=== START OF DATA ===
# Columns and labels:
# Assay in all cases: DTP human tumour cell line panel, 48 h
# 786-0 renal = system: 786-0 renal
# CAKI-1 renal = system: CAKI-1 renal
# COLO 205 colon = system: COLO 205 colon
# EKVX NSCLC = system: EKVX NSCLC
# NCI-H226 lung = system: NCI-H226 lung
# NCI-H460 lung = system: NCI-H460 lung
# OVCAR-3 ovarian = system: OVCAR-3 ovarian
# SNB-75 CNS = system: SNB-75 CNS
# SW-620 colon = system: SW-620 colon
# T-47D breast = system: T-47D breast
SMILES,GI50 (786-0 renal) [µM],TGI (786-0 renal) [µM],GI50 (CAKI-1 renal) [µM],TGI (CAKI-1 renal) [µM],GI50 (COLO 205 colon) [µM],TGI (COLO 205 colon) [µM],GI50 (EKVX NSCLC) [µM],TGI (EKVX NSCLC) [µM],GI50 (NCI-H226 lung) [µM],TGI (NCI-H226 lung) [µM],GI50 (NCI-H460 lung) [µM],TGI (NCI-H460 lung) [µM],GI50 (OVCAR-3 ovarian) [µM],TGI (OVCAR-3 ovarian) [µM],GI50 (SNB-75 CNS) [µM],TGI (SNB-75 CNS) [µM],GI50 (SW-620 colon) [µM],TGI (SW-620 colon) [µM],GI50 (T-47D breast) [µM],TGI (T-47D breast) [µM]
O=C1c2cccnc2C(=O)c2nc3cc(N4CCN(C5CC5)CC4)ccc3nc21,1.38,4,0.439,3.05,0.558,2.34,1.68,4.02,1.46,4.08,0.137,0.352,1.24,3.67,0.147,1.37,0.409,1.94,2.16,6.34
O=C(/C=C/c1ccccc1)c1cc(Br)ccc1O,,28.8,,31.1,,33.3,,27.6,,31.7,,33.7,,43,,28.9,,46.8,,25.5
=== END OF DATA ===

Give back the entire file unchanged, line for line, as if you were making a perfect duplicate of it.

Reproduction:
# Columns and labels:
# Assay in all cases: DTP human tumour cell line panel, 48 h
# 786-0 renal = system: 786-0 renal
# CAKI-1 renal = system: CAKI-1 renal
# COLO 205 colon = system: COLO 205 colon
# EKVX NSCLC = system: EKVX NSCLC
# NCI-H226 lung = system: NCI-H226 lung
# NCI-H460 lung = system: NCI-H460 lung
# OVCAR-3 ovarian = system: OVCAR-3 ovarian
# SNB-75 CNS = system: SNB-75 CNS
# SW-620 colon = system: SW-620 colon
# T-47D breast = system: T-47D breast
SMILES,GI50 (786-0 renal) [µM],TGI (786-0 renal) [µM],GI50 (CAKI-1 renal) [µM],TGI (CAKI-1 renal) [µM],GI50 (COLO 205 colon) [µM],TGI (COLO 205 colon) [µM],GI50 (EKVX NSCLC) [µM],TGI (EKVX NSCLC) [µM],GI50 (NCI-H226 lung) [µM],TGI (NCI-H226 lung) [µM],GI50 (NCI-H460 lung) [µM],TGI (NCI-H460 lung) [µM],GI50 (OVCAR-3 ovarian) [µM],TGI (OVCAR-3 ovarian) [µM],GI50 (SNB-75 CNS) [µM],TGI (SNB-75 CNS) [µM],GI50 (SW-620 colon) [µM],TGI (SW-620 colon) [µM],GI50 (T-47D breast) [µM],TGI (T-47D breast) [µM]
O=C1c2cccnc2C(=O)c2nc3cc(N4CCN(C5CC5)CC4)ccc3nc21,1.38,4,0.439,3.05,0.558,2.34,1.68,4.02,1.46,4.08,0.137,0.352,1.24,3.67,0.147,1.37,0.409,1.94,2.16,6.34
O=C(/C=C/c1ccccc1)c1cc(Br)ccc1O,,28.8,,31.1,,33.3,,27.6,,31.7,,33.7,,43,,28.9,,46.8,,25.5